The financial resources available to families with young children are an important factor affecting child development, and they can have long-term impacts on socioeconomic outcomes in adulthood. In many countries, governments have designed social programs to provide resources to families with young children. Some of these programs target specific insecurities, such as food, housing, child care or medical expenses, while other programs provide direct cash transfers to individuals and families with dependent children.
Because these programs are often taxable or means-tested, they may inadvertently discourage labour force participation among recipients. This would, in turn, reduce the effectiveness of the programs for boosting family income or targeting poverty.
A new study by Michael Baker (University of Toronto), Derek Messacar (Statistics Canada) and Mark Stabile (INSEAD) provides new insights into this issue. Specifically, it analyzes the effects of expanding child tax benefits on after-tax income among single mothers, in the context of the 2015 reform to the Universal Child Care Benefit (UCCB) and the 2016 introduction of the Canada Child Benefit (CCB). These reforms increased cash transfers, particularly among lower-income parents. The study focuses on single mothers because of the high rates of poverty typically observed for this group.
The study uses Statistics Canada’s Longitudinal Administrative Databank, which is a 20% nationally representative sample of T1 income tax records. It contains detailed information about demographics, employment, income, taxes and transfers for the individuals represented, and their spouses and families. To separate the effects of the reforms from other changes in economic and labour market conditions that occurred around the same time, the study compares single mothers and single women without children using a difference-in-differences research design. The analysis is restricted to women aged 25 to 54 since child benefits are typically available only for parents with younger children.
Chart 1 plots the after-tax income of single mothers and single women without children, from 2009 to 2018.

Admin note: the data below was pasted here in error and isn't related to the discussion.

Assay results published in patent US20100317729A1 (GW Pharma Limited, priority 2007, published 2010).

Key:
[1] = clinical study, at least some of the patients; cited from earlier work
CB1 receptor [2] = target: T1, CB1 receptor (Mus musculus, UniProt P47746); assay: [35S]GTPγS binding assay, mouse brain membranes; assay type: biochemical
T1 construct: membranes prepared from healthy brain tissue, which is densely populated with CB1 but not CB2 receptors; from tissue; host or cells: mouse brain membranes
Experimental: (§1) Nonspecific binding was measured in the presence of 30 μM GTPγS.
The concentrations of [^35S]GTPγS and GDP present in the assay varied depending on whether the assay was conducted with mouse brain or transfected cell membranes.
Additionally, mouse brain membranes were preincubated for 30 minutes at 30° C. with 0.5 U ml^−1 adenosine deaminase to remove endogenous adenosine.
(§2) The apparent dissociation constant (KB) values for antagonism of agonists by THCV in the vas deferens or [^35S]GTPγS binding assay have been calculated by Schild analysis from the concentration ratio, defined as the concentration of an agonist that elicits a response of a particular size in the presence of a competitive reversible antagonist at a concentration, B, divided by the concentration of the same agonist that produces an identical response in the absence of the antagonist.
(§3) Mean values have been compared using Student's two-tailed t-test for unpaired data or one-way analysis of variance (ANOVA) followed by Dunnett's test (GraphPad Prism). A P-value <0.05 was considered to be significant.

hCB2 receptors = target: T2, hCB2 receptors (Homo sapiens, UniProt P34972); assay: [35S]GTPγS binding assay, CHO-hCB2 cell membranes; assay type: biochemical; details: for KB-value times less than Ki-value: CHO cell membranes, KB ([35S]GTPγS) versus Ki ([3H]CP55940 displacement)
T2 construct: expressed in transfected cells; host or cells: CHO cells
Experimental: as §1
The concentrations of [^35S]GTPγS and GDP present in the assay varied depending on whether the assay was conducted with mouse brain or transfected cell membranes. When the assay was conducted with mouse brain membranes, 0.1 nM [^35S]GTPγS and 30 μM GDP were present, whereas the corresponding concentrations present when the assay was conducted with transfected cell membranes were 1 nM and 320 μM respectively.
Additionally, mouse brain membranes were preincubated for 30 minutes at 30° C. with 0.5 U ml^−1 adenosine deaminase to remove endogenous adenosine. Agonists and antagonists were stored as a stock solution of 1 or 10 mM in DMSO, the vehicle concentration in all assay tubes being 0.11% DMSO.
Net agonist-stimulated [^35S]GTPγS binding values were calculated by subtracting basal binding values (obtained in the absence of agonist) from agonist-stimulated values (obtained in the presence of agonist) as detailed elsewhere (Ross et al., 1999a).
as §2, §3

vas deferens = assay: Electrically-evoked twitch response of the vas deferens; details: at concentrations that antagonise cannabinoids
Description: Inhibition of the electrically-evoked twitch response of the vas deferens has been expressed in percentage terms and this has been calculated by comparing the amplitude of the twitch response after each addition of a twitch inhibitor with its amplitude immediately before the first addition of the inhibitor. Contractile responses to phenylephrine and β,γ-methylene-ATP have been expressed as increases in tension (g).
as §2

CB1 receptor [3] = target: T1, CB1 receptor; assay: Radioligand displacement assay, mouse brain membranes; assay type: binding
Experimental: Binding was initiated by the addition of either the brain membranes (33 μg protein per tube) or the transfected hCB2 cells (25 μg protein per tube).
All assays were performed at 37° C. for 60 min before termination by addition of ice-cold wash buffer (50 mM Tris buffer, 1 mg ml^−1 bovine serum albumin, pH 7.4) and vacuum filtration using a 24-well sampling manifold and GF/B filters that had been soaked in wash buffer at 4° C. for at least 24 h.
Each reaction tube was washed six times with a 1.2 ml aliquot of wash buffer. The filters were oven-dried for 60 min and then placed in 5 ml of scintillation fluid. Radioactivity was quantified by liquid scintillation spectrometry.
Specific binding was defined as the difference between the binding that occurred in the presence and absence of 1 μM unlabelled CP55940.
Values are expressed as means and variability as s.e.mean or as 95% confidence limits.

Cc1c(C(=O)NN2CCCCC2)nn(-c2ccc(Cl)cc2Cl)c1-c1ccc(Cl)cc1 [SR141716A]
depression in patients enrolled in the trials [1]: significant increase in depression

These results show that after-tax income for both groups has increased over time. For example, among single mothers, it rose from about $28,550 in 2009 to $31,500 in 2014. Over the same period, single women without children earned slightly more than those with children but saw their income increase along a parallel trend. From 2015 to 2018, the gap in average after-tax income between these two groups of women closed. This is attributed to the increase in child benefits for single mothers. While this effect occurred gradually, the two incomes were about equal by 2017, which was the first year of full CCB payments.
The preceding analysis does not directly consider the implications of the UCCB expansion and the introduction of the CCB for children in lower-income households. To examine this issue, the study estimates how low-income status has evolved since 2009 for single mothers and single women without children. Low-income status is defined in the tax data using the low-income measure (LIM). It is important to note that the LIM is not Statistics Canada’s official poverty indicator. However, this indicator was used in this study because it is readily constructed and available in the tax data, and because the tax dataset does not contain all of the information needed to create the market basket measure.
The results of this analysis are shown in Chart 2. There is a sizable gap between the two groups in the likelihood of having low income. From 2009 to 2014, almost 50% of single women with children had low income, whereas about 20% of those without children had low income. These likelihoods remain fairly constant over time, and this is interesting since the Great Recession of 2008/2009 does not appear to have had much effect. This is likely because the LIM is a relative measure of low-income status, and the recession affected earnings for both high- and low-income workers.
While low-income status remained stable up to 2014, Chart 2 also shows that it declined for single women with children relative to their counterparts without children from 2015 to 2018. This is attributed to the increase in income from the child benefit expansions, which raised after-tax income for some women over the LIM threshold. The likelihood of having low income declined by about 5.6 percentage points from 2014 to 2018, which represents an 11.5% decrease expressed relative to the 2014 low-income rate.
Taken together, the findings of this study suggest that the 2015 expansion of the UCCB and the 2016 introduction of the CCB increased income and reduced the likelihood of having low income for single mothers and their children. While not the focus of analysis, comparable effects were also observed among mothers who are married or in common-law relationships. For example, the likelihood of having low income decreased by about 3% out of a base of 10%. The long-term implications of these reforms on children’s well-being into adulthood remain to be seen.
The full report, titled The Effects of Child Tax Benefits on Poverty and Labor Supply: Evidence from the Canada Child Benefit and Universal Child Care Benefit, was released on March 15, 2021 (Baker, Messacar and Stabile 2021).